Certain contracts for beleaguered health projects in the north of England could cost the NHS more to cancel than to see to term, according to chief information officer for health Christine Connelly.
Certain NHS IT contracts could cost more to cancel than to keep, chief information officer for health Christine Connelly has said.
That analysis applies to £1.3bn agreements with Computer Sciences Corp (CSC) for Lorenzo and IPM patient management software in the north, midlands and east of England, Connelly told MPs on the House of Commons Public Accounts Committee on Monday.
"Potentially, if you ask me about the absolute maximum, we could be exposed to a higher cost than the cost to complete the contract as it stands today," the NHS chief information officer said.
The immediate cost of ending the deals would be several hundred million pounds, according to Connelly. CSC could then seek damages, based on its work in progress, and these could add several hundred million pounds to the total. On top of this, there would be the investment needed to transition to a new supplier, plus the expenditure on running the old system until the new one was ready.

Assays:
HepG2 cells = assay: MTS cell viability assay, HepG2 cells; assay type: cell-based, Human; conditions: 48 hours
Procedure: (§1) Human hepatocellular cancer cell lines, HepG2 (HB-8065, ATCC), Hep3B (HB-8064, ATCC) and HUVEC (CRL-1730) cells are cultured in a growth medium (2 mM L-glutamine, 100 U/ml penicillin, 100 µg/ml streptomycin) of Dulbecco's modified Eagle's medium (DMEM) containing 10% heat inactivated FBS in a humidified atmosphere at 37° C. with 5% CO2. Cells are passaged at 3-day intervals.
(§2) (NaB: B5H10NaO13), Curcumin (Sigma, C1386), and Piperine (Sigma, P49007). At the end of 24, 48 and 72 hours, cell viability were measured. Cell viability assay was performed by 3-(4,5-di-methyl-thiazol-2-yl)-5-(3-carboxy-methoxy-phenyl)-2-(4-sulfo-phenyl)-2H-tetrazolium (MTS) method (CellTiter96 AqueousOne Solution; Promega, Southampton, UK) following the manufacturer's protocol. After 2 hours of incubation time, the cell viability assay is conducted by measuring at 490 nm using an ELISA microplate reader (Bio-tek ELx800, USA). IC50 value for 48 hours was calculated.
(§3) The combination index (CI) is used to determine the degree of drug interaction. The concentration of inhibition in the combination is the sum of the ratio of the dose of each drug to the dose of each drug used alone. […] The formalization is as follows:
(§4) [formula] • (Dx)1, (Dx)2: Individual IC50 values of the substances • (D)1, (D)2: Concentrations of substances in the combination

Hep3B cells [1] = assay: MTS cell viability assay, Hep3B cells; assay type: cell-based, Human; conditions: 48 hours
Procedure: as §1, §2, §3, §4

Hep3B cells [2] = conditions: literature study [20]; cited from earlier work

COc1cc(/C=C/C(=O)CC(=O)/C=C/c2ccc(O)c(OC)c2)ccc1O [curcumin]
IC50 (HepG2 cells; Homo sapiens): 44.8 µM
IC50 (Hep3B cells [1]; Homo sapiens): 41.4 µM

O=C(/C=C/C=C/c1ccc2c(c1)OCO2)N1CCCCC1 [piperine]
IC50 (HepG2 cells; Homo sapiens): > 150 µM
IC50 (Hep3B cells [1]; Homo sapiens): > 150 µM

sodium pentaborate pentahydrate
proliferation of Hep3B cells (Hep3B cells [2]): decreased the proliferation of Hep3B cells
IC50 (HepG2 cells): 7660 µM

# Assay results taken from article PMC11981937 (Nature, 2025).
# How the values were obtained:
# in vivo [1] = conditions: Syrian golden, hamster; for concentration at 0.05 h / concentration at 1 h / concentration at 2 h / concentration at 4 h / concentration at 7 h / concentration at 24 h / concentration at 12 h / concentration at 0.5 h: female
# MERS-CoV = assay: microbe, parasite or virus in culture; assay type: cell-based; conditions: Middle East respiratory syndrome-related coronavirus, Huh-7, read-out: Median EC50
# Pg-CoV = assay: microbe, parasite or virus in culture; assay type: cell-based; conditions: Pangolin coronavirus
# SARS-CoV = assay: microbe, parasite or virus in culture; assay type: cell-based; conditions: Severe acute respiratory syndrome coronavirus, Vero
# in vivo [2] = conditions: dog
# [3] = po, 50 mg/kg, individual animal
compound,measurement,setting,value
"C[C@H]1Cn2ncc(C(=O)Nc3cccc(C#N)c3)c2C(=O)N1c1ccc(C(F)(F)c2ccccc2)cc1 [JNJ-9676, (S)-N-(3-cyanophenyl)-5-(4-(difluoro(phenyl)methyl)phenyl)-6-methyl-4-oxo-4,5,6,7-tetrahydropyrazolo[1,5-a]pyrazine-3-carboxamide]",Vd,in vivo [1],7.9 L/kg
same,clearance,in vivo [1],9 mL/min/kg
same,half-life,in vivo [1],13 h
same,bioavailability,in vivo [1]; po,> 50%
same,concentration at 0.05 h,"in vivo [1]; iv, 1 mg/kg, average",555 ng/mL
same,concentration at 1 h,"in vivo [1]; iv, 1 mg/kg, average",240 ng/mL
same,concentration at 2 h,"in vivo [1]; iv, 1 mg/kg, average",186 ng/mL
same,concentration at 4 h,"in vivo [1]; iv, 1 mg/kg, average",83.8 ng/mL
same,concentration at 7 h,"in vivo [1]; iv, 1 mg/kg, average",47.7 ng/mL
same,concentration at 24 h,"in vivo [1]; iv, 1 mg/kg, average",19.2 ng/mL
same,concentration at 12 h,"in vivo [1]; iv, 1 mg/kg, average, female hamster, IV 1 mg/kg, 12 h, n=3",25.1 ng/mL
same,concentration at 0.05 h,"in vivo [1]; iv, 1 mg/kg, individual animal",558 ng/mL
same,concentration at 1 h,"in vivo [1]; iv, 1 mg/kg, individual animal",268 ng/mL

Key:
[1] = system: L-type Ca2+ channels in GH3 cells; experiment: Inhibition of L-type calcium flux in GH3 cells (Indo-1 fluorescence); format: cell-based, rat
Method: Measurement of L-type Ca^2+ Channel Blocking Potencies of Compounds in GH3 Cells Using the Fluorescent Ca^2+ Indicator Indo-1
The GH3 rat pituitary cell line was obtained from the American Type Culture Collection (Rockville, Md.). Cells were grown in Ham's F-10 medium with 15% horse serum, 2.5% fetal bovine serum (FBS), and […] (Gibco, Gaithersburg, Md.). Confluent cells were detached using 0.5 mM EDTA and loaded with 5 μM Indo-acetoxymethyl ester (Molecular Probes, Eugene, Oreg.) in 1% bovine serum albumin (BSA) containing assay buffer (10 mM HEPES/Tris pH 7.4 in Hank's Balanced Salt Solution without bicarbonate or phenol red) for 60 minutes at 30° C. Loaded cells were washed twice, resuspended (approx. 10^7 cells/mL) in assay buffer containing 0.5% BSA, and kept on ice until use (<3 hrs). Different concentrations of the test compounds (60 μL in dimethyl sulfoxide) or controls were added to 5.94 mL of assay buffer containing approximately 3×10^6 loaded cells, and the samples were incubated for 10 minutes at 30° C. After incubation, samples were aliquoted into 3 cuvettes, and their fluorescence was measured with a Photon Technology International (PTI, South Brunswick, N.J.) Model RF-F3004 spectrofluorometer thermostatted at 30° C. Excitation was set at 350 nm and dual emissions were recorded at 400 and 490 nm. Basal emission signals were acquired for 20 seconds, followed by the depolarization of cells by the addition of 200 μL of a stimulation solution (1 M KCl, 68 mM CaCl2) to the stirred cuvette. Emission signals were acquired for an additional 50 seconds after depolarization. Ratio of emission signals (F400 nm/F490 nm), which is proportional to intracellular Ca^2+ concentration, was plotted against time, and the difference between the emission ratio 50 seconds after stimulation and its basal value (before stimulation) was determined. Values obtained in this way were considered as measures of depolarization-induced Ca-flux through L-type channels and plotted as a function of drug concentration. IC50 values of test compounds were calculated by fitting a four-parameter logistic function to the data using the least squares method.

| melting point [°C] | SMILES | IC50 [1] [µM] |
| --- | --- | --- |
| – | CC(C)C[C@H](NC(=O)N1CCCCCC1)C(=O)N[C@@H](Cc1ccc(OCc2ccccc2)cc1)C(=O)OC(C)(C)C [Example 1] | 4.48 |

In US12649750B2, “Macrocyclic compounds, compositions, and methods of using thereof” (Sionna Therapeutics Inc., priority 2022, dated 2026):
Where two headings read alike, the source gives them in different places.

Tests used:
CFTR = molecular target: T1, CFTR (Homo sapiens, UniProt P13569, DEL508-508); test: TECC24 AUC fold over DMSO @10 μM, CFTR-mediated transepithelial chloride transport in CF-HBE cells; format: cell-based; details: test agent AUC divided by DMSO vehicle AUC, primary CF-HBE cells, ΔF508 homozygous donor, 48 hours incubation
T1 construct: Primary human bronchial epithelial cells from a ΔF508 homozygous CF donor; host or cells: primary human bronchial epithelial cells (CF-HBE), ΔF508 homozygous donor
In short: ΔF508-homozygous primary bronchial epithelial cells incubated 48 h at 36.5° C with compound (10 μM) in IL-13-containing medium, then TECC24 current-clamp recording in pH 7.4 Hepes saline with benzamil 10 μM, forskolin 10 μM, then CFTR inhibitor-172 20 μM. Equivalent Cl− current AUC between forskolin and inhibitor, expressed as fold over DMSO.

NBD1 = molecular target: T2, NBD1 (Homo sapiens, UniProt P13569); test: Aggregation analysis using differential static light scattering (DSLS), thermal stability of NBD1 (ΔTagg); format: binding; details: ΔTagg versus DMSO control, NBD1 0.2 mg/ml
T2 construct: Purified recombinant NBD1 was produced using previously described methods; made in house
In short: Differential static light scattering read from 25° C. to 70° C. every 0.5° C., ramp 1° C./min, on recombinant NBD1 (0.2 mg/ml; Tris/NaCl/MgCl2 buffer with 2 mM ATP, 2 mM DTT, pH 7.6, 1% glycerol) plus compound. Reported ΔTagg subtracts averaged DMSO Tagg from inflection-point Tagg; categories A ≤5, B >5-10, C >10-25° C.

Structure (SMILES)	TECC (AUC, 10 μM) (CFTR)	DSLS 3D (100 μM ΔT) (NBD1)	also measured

When the NHS cancelled Fujitsu's health technology contract in May 2008, the IT supplier doubled its support costs during the transition to new systems. In a similar way, terminating the CSC agreements would put the NHS "over a barrel" in terms of support costs, Connelly said.
The Public Accounts Committee meeting was held to ask suppliers BT and CSC to respond to a damning National Audit Office (NAO) report into NHS spending on the National Programme for IT (NPfIT). The report, published on Wednesday, found that electronic patient care records will not be delivered by the time supplier contracts end in 2016. The government is now considering whether to cancel NPfIT contracts.
Connelly told committee members that the NHS is taking legal advice on some of its contracts with CSC, which it believes have not been adequately fulfilled.
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